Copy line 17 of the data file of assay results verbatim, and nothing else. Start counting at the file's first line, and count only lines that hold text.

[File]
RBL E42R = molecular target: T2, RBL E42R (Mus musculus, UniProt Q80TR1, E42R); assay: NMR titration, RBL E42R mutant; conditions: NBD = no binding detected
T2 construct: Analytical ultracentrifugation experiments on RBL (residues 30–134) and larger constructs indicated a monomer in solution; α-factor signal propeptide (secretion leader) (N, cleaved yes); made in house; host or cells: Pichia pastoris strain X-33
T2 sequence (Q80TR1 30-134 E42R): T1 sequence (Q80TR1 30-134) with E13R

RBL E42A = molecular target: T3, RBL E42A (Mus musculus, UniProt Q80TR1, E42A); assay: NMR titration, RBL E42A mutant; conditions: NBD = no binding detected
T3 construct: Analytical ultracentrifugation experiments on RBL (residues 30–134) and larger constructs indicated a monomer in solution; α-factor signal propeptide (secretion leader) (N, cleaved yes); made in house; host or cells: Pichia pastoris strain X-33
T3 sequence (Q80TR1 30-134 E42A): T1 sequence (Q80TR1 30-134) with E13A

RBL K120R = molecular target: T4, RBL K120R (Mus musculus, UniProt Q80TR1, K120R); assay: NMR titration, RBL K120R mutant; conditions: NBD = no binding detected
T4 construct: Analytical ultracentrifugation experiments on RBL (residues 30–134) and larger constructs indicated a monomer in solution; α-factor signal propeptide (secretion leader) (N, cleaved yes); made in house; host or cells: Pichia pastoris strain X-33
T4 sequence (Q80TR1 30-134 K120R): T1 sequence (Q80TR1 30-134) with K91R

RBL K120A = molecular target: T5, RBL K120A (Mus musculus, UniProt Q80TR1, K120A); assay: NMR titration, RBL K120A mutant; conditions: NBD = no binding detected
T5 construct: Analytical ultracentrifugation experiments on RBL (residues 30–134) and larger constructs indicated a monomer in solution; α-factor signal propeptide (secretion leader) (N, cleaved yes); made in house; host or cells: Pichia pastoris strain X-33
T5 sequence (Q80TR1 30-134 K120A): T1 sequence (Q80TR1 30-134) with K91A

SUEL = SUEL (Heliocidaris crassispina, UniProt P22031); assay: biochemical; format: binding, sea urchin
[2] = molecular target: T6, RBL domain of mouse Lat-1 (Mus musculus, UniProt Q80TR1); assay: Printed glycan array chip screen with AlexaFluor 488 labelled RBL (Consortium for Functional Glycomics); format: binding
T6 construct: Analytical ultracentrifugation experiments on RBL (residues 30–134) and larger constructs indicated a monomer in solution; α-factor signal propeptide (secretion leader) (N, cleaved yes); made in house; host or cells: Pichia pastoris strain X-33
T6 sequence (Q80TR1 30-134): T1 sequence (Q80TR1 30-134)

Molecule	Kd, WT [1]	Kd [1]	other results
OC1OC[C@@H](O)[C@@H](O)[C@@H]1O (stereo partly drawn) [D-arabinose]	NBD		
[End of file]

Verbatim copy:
Molecule	Kd, WT [1]	Kd [1]	other results